The talent war is intense – and childcare benefits are critical

40% of parents are open to or actively seeking new jobs, according to new report

The talent war is intense – and childcare benefits are critical

The Great Resignation could turn into the Great Renegotiation for many employers, especially with working parents, according to a new report.

Currently, 40% of parents are open to or actively seeking new jobs, based on the study released by KinderCare Learning Companies. But it’s not all about them. In fact, over half of them would stay in their current jobs if any childcare benefits were offered to them. Sixty-eight percent believe that employers should offset the cost of childcare for their employees

“The Parent Confidence Report tells us that the majority of working parents in this country have redesigned their lives to be more available to their children and consider childcare benefits a top priority when making career decisions,” said Dan Figurski, President of KinderCare Education at Work and Champions.

One in five children, either currently or at some point during their life, have had a seriously debilitating mental illness, according to the Centers for Disease Control and Prevention (CDC).

However, this need is not always met: less than 30% of working parents say their company offers child care benefits that meet their needs, found the survey of 2,023 parents with children aged 12 and younger, conducted from Jan. 14 to 22, 2022.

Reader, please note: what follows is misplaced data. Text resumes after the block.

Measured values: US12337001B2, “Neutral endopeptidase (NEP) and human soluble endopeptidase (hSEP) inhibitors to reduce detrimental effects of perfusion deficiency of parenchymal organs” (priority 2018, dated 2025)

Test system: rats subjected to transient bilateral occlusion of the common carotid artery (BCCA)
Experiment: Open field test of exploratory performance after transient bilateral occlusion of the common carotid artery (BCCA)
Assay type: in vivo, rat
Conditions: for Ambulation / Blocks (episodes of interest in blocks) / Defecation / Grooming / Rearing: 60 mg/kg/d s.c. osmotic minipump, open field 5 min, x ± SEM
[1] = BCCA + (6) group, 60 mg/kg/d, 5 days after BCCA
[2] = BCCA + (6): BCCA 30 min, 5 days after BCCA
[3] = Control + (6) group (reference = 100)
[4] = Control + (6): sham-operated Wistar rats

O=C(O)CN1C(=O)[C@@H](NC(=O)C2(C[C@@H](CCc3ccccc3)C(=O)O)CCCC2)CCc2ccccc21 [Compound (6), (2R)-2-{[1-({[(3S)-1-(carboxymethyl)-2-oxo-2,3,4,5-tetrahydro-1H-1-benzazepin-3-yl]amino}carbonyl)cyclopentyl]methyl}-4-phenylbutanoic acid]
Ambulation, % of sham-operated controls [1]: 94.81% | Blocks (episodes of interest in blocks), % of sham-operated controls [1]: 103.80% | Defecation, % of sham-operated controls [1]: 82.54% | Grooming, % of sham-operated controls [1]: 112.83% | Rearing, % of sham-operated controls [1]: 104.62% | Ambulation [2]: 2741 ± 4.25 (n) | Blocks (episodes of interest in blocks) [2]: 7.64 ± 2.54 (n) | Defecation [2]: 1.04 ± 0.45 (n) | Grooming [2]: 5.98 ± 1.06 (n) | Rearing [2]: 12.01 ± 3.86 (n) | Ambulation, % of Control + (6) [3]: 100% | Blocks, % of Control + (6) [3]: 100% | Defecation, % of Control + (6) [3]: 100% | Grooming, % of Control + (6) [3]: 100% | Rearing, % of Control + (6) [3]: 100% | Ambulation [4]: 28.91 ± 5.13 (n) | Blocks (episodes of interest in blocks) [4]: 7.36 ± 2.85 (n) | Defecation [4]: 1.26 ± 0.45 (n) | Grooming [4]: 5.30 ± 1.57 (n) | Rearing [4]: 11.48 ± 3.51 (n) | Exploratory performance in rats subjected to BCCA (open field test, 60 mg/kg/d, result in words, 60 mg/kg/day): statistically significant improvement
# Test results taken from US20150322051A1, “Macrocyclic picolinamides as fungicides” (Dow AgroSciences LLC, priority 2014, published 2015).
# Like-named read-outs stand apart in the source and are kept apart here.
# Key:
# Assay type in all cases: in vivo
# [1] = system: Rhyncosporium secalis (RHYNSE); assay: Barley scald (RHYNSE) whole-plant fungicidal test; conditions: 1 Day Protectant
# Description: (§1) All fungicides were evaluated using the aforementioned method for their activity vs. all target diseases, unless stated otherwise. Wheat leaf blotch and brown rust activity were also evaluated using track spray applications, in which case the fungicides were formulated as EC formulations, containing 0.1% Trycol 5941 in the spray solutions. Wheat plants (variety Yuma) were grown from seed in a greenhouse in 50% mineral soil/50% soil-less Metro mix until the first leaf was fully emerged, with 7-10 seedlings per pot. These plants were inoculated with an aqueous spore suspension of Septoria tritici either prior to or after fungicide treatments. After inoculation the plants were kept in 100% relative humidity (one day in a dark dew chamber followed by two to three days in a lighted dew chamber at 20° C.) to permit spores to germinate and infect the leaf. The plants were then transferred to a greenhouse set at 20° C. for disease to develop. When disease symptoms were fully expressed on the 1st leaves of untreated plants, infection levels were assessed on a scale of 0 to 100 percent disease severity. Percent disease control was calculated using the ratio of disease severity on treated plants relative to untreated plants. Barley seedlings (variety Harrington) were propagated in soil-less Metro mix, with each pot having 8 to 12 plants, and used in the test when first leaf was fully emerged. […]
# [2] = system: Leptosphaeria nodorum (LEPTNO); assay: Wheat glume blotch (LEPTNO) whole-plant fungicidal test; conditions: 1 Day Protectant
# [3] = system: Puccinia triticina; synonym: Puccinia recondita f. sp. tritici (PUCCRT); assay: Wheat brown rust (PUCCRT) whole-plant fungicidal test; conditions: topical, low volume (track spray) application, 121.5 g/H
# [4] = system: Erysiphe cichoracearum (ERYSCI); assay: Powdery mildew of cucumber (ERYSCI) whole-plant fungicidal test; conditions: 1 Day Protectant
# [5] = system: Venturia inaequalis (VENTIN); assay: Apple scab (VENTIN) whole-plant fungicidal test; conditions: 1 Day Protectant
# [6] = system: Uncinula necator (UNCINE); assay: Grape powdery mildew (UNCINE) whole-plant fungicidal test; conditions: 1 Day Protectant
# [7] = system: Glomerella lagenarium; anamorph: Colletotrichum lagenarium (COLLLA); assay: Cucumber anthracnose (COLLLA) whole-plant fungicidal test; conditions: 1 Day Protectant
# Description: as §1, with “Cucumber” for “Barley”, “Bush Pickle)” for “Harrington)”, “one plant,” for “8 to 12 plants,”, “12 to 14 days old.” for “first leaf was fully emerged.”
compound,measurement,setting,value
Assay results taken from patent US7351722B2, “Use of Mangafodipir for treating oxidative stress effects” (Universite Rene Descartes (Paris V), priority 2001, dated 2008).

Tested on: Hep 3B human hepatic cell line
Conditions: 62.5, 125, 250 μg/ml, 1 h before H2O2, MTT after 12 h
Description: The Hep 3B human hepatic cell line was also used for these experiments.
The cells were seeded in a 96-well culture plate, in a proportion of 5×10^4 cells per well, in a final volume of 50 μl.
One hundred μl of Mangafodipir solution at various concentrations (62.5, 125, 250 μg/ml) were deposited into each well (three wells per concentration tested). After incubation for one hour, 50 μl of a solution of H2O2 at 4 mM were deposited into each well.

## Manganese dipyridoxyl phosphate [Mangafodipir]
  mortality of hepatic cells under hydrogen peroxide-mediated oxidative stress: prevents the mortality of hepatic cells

Currently, 81% of working parents say a company’s childcare benefits are important to the job consideration process. Sixty percent of them would stay in their current jobs if they had subsidized child care and another 60% would stay if given on-demand child care. However, only 22% and 25% of workers, respectively, currently have access to these benefits.

A majority of working parents have or have considered scaling back their hours at work (74%), taking on less demanding roles (71%) and pursuing freelance jobs (69%) to be more available for their children. This comes at a time when millions of workers are quitting their jobs and employers are having a hard time finding the workers that they need.

“This presents a major opportunity for employers who are focused on attracting and retaining talent, especially in a competitive job market like the one we’re in today,” said Figurski. “Employer-sponsored childcare benefits are one of the most impactful benefits to offer employees moving forward.”

And today, many HR leaders are looking at their current benefits offerings to workers, and looking at possible extending it to their children and their entire family, Haleigh Tebben, chief commercial officer at Brightline, previously told HRD.

“The talent war is intense and it’s increasingly difficult to retain employees,” Tebben told HRD. “With COVID-19 blurring the line between work and home, HR leaders are asking how they can extend what they’re already doing for employees to the entire family unit. There’s a huge influx of interest from employers.”

Also, now's the time for employers to reset their employee value proposition, said Marc Detampel, managing director of Felix Global, a Chicago-based firm that offers full-service recruitment, in speaking with HRD.

“Make sure that your employee value proposition, which includes your company culture and how you support work/life balance, is well articulated,” Detampel told HRD. “How people are expected to be working and how they're going to stay connected with their colleagues and leaders has never been more important.”

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